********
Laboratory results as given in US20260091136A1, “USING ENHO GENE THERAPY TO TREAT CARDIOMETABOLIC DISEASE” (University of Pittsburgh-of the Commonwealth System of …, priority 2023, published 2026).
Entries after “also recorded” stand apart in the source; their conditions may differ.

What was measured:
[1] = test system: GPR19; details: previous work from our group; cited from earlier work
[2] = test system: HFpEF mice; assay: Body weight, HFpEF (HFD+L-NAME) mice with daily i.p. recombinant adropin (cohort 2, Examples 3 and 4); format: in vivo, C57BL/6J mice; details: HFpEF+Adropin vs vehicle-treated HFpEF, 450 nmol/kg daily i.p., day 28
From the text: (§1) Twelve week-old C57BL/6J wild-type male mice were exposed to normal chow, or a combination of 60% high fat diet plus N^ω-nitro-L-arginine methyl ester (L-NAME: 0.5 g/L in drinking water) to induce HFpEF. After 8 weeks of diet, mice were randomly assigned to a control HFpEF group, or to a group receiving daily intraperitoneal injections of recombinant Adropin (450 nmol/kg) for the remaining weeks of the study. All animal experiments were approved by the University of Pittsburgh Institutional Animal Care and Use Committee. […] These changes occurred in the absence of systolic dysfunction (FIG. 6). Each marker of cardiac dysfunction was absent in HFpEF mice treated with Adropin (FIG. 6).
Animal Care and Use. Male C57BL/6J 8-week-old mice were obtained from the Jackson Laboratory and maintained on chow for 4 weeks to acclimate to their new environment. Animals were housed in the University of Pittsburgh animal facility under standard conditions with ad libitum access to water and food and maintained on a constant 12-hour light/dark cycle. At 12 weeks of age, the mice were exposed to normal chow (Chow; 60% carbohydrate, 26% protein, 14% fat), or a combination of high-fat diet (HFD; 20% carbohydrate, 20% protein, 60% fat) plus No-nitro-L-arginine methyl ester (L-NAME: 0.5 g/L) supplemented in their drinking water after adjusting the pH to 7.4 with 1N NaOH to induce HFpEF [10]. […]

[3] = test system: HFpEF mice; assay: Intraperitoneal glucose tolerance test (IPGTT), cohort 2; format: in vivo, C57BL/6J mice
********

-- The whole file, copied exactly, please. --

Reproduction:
Laboratory results as given in US20260091136A1, “USING ENHO GENE THERAPY TO TREAT CARDIOMETABOLIC DISEASE” (University of Pittsburgh-of the Commonwealth System of …, priority 2023, published 2026).
Entries after “also recorded” stand apart in the source; their conditions may differ.

What was measured:
[1] = test system: GPR19; details: previous work from our group; cited from earlier work
[2] = test system: HFpEF mice; assay: Body weight, HFpEF (HFD+L-NAME) mice with daily i.p. recombinant adropin (cohort 2, Examples 3 and 4); format: in vivo, C57BL/6J mice; details: HFpEF+Adropin vs vehicle-treated HFpEF, 450 nmol/kg daily i.p., day 28
From the text: (§1) Twelve week-old C57BL/6J wild-type male mice were exposed to normal chow, or a combination of 60% high fat diet plus N^ω-nitro-L-arginine methyl ester (L-NAME: 0.5 g/L in drinking water) to induce HFpEF. After 8 weeks of diet, mice were randomly assigned to a control HFpEF group, or to a group receiving daily intraperitoneal injections of recombinant Adropin (450 nmol/kg) for the remaining weeks of the study. All animal experiments were approved by the University of Pittsburgh Institutional Animal Care and Use Committee. […] These changes occurred in the absence of systolic dysfunction (FIG. 6). Each marker of cardiac dysfunction was absent in HFpEF mice treated with Adropin (FIG. 6).
Animal Care and Use. Male C57BL/6J 8-week-old mice were obtained from the Jackson Laboratory and maintained on chow for 4 weeks to acclimate to their new environment. Animals were housed in the University of Pittsburgh animal facility under standard conditions with ad libitum access to water and food and maintained on a constant 12-hour light/dark cycle. At 12 weeks of age, the mice were exposed to normal chow (Chow; 60% carbohydrate, 26% protein, 14% fat), or a combination of high-fat diet (HFD; 20% carbohydrate, 20% protein, 60% fat) plus No-nitro-L-arginine methyl ester (L-NAME: 0.5 g/L) supplemented in their drinking water after adjusting the pH to 7.4 with 1N NaOH to induce HFpEF [10]. […]

[3] = test system: HFpEF mice; assay: Intraperitoneal glucose tolerance test (IPGTT), cohort 2; format: in vivo, C57BL/6J mice